This Day in the Law
October 4

Plymouth Colony Drafts First Law in North America (1636)

On October 4, 1636, the General Court of Plymouth Colony drafted its first legal code, and the first written law in North America.

In 1620, the Pilgrims established the famous Plymouth Colony under a charter from the King of England. Plymouth Colony was made up of Puritans from England who had fled the Church of England in search of religious freedom. The Colony's charter granted the General Court the authority to create laws under authority from the King of England.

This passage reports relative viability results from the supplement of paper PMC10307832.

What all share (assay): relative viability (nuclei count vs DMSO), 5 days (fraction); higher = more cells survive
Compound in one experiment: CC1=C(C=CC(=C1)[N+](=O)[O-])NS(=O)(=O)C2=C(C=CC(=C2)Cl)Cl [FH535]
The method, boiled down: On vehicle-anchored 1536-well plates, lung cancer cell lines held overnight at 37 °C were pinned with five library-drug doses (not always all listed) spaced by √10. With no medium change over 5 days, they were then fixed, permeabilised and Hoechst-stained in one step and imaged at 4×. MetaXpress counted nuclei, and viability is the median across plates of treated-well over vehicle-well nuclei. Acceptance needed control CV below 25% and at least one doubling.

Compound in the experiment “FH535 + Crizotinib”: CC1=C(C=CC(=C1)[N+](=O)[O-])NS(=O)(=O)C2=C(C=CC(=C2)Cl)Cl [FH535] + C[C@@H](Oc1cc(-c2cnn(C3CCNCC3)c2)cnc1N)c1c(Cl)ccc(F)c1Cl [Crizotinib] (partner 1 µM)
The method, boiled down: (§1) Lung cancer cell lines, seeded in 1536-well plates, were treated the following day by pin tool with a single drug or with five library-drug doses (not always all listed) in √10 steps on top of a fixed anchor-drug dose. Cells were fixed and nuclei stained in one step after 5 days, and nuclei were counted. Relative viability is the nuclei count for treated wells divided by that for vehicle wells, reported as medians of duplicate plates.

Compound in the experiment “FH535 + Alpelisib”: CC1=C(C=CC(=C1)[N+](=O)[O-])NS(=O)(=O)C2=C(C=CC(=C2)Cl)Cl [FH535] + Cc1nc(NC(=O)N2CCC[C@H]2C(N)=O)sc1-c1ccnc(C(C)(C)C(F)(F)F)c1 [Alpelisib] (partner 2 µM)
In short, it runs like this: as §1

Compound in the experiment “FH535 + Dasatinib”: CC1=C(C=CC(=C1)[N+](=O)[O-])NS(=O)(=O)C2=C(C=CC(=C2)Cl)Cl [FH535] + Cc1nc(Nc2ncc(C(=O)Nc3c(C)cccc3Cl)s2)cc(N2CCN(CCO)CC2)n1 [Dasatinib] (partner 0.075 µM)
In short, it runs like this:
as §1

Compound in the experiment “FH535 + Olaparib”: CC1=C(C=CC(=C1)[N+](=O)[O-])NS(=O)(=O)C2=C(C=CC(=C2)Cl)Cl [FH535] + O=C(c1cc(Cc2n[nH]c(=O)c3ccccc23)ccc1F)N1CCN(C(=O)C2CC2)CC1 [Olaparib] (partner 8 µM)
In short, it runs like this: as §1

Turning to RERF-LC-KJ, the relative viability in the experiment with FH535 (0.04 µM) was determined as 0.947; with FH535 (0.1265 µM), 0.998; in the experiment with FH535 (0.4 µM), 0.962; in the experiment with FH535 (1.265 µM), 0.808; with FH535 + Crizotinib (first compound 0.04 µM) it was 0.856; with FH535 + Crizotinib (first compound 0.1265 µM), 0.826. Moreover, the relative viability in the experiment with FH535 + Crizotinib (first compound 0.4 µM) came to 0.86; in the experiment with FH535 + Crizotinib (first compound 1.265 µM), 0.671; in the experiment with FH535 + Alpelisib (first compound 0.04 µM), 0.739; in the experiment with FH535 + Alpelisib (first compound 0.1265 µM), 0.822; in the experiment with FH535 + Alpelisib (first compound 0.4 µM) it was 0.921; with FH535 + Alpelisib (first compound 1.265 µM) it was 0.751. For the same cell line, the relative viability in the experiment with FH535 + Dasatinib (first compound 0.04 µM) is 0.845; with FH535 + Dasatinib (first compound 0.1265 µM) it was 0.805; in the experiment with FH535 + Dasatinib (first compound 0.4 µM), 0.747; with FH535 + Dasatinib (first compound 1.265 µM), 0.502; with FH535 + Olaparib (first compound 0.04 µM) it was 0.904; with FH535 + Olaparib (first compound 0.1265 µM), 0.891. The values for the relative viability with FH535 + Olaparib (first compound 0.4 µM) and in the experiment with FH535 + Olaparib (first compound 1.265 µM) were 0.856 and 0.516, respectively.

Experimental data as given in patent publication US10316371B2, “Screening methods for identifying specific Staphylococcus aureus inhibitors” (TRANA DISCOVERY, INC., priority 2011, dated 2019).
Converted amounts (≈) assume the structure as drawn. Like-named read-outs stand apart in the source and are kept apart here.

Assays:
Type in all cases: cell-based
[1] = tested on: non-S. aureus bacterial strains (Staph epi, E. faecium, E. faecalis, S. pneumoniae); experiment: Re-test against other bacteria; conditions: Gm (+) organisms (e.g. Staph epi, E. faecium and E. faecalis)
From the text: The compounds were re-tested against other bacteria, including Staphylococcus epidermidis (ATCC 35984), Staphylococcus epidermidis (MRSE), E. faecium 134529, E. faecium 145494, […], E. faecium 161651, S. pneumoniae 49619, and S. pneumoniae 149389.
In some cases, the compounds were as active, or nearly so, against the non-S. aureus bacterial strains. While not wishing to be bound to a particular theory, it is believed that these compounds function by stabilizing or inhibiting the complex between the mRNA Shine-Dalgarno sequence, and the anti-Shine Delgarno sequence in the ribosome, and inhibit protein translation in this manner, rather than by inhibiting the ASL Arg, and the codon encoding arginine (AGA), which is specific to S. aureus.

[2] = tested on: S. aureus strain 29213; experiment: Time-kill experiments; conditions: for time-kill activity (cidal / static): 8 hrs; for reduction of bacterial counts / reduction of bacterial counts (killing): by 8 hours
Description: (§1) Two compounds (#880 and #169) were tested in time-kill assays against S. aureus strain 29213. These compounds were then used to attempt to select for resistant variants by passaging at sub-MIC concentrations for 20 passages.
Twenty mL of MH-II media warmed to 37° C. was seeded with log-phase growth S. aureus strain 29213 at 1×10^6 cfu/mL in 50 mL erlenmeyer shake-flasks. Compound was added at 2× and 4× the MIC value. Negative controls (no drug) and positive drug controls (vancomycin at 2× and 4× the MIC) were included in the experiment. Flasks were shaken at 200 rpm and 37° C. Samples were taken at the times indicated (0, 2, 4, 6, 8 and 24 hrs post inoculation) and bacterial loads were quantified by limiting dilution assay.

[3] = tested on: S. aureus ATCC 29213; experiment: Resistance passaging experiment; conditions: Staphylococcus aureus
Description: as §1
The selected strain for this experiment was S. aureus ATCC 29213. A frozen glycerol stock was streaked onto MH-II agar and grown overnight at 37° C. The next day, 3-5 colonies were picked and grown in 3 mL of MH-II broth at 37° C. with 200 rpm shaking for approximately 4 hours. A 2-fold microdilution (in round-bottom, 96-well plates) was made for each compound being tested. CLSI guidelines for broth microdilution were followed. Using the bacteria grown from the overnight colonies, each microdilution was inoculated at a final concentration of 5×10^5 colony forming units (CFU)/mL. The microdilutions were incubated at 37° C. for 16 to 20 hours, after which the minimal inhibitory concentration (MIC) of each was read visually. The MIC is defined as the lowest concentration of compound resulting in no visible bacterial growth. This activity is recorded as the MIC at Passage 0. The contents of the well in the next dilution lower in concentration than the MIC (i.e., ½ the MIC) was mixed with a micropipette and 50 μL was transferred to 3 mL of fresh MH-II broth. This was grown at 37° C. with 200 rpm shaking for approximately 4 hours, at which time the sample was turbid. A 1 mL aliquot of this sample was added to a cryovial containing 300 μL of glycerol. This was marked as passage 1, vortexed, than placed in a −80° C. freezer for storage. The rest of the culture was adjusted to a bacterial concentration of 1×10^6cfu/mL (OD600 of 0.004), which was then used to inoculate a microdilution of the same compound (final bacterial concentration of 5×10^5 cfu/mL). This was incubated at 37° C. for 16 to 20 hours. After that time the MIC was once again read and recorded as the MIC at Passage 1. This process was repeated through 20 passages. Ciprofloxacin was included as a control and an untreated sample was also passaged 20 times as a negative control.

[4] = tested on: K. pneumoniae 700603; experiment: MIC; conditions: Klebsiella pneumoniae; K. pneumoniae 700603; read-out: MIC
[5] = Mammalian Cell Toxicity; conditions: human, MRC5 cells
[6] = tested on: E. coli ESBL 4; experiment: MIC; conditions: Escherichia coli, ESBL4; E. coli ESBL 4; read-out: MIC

On this day, October 4, 1636, the General Court of Plymouth Colony created its first legal code – and the first legal code composed in North America. It guaranteed the citizens of the colony a trial by jury and stated that all laws should be made with the consent of the freemen of the colony.

Over time, Plymouth Colony was soon absorbed by the larger and wealthier Massachusetts Bay Colony which also had authority to create laws.

Today, the former Plymouth and Massachusetts Bay colonies are part the Commonwealth of Massachusetts, one of the fifty United States of America.